The WWCC is valid for five years, and people mustn’t work with children unless they’ve had a South Australian WWCC done in the previous five years. A valid DHS/DCSI child-related employment check is recognised as a WWCC until it expires (because the WWCC only came in in 2019).

Western Australia

The WWCC is a compulsory screening strategy which covers adults working in child care services, community kindergartens, plus babysitters, nannies and crèche staff employed by an agency, and au pairs.

The WWCC considers the worker’s relevant national criminal record to see if any indicate they may be of harm to a child, and information can also be sought from others, including the Police, the Courts and Director of Public Prosecutions.

Child care workers also need to get a Police Check, and the WWCC certification is valid for three years. Employers must make sure workers have a valid WWCC or WWC Card (which must be renewed before they expire).

Northern Territory

People doing child-related work have to have a Working with Children Clearance Notice (an Ochre Card).

SAFE NT administers the clearance procedure, and they check the worker’s National Police history first. Any relevant offences are then investigated, and the check can also look at employment disciplinary records, outstanding Court matters, and character references.

Working with Children clearance is valid for two years, and although workers are responsible for getting clearance, employers must make sure their staff have a valid WWCC. Employers must also comply with the WWCC scheme.

Australian Capital Territory

Instead of getting a WWCC, child care workers must get a Working with Vulnerable People (WWVP) screening check, plus a Police Check.

The background check looks for charges, convictions and negative work decisions, and a person needs a valid WWVP registration to work with children.

Registrations are valid for five years, and the person’s screening clearance can be general (they’re free to work with children), conditional (they can only do some activities) or role-based (they can only work in a specified role).


There’s also a WWVP check in Tasmania.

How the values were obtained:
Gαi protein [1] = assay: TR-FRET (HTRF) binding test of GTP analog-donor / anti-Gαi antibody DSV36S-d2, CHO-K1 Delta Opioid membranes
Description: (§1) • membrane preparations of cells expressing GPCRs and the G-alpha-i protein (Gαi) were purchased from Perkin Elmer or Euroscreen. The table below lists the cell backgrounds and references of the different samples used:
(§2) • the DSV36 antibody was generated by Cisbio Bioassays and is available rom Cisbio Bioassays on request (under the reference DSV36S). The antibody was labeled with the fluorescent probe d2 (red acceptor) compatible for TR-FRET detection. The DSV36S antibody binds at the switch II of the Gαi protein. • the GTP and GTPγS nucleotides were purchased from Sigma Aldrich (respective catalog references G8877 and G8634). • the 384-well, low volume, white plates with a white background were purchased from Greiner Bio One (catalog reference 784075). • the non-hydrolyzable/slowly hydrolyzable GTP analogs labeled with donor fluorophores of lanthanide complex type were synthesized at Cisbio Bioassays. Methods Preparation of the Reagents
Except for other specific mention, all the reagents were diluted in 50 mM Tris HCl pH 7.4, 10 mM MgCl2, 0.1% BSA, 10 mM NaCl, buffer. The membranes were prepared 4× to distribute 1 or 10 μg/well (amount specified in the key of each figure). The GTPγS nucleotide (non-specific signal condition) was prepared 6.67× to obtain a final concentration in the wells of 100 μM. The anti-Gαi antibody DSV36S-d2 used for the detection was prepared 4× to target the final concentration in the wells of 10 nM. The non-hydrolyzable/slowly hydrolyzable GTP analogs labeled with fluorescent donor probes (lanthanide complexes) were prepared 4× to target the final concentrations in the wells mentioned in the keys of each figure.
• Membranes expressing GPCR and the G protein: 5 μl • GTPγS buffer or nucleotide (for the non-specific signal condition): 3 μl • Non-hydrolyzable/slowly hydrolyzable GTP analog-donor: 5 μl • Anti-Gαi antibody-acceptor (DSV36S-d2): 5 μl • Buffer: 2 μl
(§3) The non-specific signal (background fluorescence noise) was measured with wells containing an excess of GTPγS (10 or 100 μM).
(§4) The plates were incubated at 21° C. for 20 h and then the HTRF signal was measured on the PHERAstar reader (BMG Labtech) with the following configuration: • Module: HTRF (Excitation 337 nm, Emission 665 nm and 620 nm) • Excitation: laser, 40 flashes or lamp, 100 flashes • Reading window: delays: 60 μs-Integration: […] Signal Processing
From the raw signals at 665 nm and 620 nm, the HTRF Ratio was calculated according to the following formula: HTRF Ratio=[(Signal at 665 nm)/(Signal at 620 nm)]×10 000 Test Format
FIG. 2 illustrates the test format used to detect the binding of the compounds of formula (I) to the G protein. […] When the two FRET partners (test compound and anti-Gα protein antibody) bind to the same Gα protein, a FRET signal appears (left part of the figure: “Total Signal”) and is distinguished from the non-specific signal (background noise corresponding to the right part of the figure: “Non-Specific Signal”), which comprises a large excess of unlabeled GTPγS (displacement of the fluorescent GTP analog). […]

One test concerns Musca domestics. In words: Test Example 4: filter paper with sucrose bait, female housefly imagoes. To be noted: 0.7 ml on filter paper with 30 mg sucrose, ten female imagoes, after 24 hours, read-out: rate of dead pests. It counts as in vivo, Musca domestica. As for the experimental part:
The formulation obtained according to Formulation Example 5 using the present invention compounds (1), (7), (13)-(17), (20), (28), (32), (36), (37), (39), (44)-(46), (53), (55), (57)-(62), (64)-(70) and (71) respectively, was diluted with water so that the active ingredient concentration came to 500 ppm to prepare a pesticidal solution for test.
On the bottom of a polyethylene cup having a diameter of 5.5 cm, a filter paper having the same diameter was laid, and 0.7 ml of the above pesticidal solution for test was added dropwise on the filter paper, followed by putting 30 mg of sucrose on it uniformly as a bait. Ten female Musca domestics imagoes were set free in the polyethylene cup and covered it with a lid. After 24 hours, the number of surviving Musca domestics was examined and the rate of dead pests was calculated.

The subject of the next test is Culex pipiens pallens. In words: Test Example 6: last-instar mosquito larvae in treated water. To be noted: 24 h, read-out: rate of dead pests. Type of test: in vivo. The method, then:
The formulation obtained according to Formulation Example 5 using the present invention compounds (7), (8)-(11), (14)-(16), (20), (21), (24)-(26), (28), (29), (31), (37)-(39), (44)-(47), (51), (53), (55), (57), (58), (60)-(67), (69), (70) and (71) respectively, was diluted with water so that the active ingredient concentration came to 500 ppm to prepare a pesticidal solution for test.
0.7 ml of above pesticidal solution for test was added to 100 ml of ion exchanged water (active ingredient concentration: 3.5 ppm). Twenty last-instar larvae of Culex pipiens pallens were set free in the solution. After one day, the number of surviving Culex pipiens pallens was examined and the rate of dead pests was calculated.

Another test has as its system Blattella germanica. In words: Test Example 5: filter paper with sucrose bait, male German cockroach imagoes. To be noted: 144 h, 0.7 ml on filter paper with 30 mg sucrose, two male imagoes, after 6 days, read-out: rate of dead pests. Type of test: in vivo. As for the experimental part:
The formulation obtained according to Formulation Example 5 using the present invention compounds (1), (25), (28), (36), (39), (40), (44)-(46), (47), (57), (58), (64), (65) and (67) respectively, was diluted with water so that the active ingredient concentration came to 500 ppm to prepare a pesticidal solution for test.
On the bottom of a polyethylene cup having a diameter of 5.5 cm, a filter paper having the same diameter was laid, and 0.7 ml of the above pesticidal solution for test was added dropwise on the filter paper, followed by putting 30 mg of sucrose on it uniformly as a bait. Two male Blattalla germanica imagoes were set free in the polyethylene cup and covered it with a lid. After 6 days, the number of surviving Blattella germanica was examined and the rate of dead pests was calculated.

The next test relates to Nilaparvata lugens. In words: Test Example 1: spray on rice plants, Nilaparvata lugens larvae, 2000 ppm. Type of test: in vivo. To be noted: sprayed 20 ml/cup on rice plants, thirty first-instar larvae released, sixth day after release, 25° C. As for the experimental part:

Child care workers have to apply for certification and the WWVP includes a national criminal history check.

The risk assessment process means that a child care worker will be Registered, Registered with Conditions or given a Negative Notice (not approved to work with kids).

The WWVP certification is valid for five years, and workers must report any changes to their criminal history. Employers have to check their registration before the person starts working with children, and check that their own details have been added to the worker’s registration. They also have to tell the Registrar when the workers starts/stops working at the service.

What else do you need to know?

WWCC and WWVP checks can be transferred from role to role, but not between jurisdictions (states/territories).

All WWCCs have continuous monitoring, which means that a new record can lead to a worker getting their WWC clearance cancelled, but people don’t have to get re-screened while their check is valid.

Volunteers are also covered in the different WWCC and WWVP checks, not just workers, and there are exemptions and conditions depending on where you live. You can see the different legislation and finer points here.

It’s also worth remembering that child care services have to comply with laws, regulations and standards before they can step up to care for our kids.

To find an approved service with great credentials, search Toddle - Australia’s most trusted child care comparison site.